Sumerianz Journal of Education, Linguistics and Literature

Online ISSN: 2617-1201
Print ISSN: 2617-1732

Quarterly Published (4 Issues Per Year)

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Volume 4 Issue 3 (2021)

Register as a Language Variation: A Linguistics Study of Advertising, Scientific and Official Writing

Authors : Egwim Favour Ogemdi ; Nwulu Nina Felicia ; Iroagba Chioma Gloria
This paper considered register as a language variation in English Language. The register of civil service also known as official writing, advertisement and scientific writing are discussed in great details. The study was based on the premise that language is used in different ways to achieve set goals. The achievement of this set goal of a society results to growth and development of that given society. The paper considered language register as an important element of linguistic style used by different writers in different fields to effectively pass their message across to their readers. This paper equally discusses the scientific writing and advertisement register as the different registers used while elaborately paying attention to their differences in diction, sentence variety, clarity and conciseness. The style of writing in the civil service register is seen as being peculiar to the officialese and therefore is restricted to the officialdom.  Poetic devices as a linguistic style were also identified as language register of advertisement.  A good understanding of the Standard English will enhance a better appropriation of register in different fields of learning. The researcher used a descriptive research approach to collect data. Data collected were interpreted based on the context of the different sentences. The researcher recommends amongst other things that the officialese, scientific and advertisement writers go through proper training and retraining on the use of English language at its standard status.

Pages: 84-91

Analytical Study in Algeria: The Question of the Division of Labor between Architects and Engineers Based On the Concept of the Oath and Complementarity

Authors : Mouloud Chaabi
Nowadays, in Algeria, the institutional and practical context differs between the profession of architects and engineers. The latter are devoid of the concept of an oath. This concept can be the catalyst and generator of responsibility, equality, and merit between these two professions. To achieve complementarity between these two professions, an approach based on a questionnaire and interview on this situation is carried out at architectural design offices and minimal technical design offices in Algeria in order to bridge the gap created by the division of labor. Nationally, the work situation is sequential and linear. I.e. the engineer works under the responsibility of the architect. At the international level, the process is organized between architectural design offices and technical design offices, an iterative process. How to achieve this culture of complementarity of international practices. To validate this oath-based complementarity, this article reports on the results obtained and the prospects envisaged following this study.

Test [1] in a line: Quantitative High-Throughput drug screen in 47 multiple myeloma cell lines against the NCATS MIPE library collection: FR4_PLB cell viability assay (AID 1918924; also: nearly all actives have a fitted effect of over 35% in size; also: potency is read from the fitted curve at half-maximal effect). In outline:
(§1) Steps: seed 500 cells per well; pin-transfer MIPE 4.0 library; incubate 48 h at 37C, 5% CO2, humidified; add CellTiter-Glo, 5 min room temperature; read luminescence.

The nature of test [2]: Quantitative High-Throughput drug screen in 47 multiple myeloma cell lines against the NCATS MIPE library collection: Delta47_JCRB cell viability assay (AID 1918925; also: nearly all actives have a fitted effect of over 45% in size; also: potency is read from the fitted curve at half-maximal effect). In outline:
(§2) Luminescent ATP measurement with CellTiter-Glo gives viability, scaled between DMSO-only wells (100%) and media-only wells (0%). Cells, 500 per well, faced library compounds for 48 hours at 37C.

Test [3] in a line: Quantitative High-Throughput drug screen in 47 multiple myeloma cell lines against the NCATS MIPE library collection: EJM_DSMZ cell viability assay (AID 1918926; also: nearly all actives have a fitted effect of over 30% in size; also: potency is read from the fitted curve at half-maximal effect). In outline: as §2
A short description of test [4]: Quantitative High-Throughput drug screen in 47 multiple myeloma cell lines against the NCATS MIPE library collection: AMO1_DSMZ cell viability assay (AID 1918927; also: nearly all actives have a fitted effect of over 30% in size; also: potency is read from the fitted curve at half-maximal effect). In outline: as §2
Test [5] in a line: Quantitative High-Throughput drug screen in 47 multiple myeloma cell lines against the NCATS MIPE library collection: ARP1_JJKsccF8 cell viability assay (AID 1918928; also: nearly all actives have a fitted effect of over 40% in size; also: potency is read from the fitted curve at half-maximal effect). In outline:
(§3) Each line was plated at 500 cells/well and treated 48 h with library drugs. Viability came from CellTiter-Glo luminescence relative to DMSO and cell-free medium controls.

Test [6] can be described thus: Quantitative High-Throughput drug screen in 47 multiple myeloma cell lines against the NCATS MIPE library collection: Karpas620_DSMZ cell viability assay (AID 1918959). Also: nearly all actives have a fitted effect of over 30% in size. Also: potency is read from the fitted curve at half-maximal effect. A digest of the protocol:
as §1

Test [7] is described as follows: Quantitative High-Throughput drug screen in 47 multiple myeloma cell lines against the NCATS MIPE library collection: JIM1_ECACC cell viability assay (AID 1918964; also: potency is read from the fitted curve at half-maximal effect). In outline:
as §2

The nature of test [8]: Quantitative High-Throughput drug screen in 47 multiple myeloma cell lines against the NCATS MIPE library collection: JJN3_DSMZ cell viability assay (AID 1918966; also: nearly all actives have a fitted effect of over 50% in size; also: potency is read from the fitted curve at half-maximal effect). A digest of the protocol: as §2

Pages: 73-83

Effectiveness of the HEART Program in Reframing the Needs and Aspirations of Commercial Sex Workers

Authors : Lovelyn C. Llanillo
Commercial Sex Workers (CSWs) are subject to multiple experiences of mental and reproductive health issues. The study assessed the impact of a program based on Acceptance and Commitment Therapy (ACT), named Honing Effective Acceptance of oneself to Rebuild Valued Transformation (HEART). It aims to help CSWs to address needs and fulfill their aspirations despite experiences of suffering and distress. The intervention lasted six (6) sessions, with the entirety of the pre- and post-intervention, HEART program, and interviews spanning 13 days. The study utilized a snowball sampling approach, whereby thirty-two 32 CSWs were initially recruited, with a final count of twelve (12) CSWs obtained through a preliminary examination. A mixed methods approach, particularly the sequential explanatory technique was used to analyze the data. Quantitative results show significant increases in overall needs (p = .002) and aspirations (p = .002) pre-intervention and immediate post-intervention. Furthermore, significant results were found for both needs and aspirations (p = .002) pre-intervention and follow-up after two weeks. For immediate post-intervention versus follow-up, only needs (p = .003) and not aspirations (p = .587) was significant. For the three comparisons, there were significant differences in all sub-domains of needs and aspirations except for immediate post-intervention versus follow-up after two weeks. CSWs who participated regarded the program positively, noting significant changes occurring after their participation.

Pages: 62-72